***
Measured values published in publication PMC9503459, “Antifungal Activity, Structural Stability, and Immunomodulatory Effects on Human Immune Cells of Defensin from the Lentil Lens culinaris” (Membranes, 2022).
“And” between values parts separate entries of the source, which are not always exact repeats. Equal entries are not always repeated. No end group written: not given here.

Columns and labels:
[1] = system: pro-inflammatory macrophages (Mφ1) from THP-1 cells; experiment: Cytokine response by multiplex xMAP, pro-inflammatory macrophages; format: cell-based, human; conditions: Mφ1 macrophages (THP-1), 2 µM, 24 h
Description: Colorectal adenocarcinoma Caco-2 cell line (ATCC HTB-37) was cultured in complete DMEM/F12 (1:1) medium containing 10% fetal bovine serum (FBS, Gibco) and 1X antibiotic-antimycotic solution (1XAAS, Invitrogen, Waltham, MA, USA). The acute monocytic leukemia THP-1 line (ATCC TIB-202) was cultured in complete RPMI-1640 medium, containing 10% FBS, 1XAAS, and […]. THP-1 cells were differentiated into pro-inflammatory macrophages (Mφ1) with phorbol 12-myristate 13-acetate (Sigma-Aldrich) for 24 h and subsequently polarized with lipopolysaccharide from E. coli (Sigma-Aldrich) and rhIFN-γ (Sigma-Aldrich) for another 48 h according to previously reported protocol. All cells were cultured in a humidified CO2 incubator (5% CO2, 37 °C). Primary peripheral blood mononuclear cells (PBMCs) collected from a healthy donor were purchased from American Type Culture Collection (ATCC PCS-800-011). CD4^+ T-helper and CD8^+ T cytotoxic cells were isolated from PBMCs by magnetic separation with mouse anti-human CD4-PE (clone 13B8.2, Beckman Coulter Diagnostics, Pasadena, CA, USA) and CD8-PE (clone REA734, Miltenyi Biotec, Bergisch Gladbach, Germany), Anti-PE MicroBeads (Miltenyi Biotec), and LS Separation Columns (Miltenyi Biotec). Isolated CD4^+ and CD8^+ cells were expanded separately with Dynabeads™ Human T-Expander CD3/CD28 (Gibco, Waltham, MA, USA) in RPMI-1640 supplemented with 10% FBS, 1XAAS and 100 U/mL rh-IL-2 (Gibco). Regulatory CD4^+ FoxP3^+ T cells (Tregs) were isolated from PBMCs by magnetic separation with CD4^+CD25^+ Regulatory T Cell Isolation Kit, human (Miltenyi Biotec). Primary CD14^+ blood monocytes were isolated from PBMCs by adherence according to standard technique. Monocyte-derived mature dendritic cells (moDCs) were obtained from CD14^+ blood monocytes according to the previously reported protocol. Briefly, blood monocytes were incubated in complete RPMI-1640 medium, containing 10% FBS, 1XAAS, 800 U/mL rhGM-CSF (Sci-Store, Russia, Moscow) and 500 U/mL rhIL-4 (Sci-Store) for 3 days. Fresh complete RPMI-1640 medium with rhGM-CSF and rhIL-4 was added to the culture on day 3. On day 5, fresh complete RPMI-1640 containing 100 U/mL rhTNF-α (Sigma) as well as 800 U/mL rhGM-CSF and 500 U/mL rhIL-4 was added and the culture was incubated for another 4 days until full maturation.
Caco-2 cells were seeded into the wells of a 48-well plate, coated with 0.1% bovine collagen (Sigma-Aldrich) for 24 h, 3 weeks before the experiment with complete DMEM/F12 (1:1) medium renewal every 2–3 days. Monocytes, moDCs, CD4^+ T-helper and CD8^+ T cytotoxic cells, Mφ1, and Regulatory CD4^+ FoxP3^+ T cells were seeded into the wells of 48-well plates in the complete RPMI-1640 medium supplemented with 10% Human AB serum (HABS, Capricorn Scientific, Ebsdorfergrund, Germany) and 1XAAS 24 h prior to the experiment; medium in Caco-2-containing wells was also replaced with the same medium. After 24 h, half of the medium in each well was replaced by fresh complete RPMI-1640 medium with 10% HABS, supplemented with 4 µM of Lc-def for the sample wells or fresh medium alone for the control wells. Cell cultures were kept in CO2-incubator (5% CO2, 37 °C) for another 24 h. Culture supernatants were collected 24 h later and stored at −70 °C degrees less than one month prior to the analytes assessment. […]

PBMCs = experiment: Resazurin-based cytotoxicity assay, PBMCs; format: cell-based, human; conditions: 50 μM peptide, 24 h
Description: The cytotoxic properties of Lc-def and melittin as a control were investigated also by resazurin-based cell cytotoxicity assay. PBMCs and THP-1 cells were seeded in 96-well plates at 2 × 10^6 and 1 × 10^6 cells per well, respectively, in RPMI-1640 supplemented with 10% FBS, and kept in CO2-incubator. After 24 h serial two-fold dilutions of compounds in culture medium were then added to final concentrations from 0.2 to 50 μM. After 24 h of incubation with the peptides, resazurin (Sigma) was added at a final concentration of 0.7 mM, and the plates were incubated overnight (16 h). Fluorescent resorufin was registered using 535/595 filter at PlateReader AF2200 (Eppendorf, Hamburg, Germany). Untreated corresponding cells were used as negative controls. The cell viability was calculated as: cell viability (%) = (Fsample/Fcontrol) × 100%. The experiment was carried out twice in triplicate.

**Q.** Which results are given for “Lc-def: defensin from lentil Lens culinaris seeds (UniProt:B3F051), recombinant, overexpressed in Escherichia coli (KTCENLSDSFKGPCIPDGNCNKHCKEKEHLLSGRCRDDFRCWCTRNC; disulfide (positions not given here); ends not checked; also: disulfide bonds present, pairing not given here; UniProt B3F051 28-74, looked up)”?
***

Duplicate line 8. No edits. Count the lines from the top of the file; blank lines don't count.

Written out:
Description: The cytotoxic properties of Lc-def and melittin as a control were investigated also by resazurin-based cell cytotoxicity assay. PBMCs and THP-1 cells were seeded in 96-well plates at 2 × 10^6 and 1 × 10^6 cells per well, respectively, in RPMI-1640 supplemented with 10% FBS, and kept in CO2-incubator. After 24 h serial two-fold dilutions of compounds in culture medium were then added to final concentrations from 0.2 to 50 μM. After 24 h of incubation with the peptides, resazurin (Sigma) was added at a final concentration of 0.7 mM, and the plates were incubated overnight (16 h). Fluorescent resorufin was registered using 535/595 filter at PlateReader AF2200 (Eppendorf, Hamburg, Germany). Untreated corresponding cells were used as negative controls. The cell viability was calculated as: cell viability (%) = (Fsample/Fcontrol) × 100%. The experiment was carried out twice in triplicate.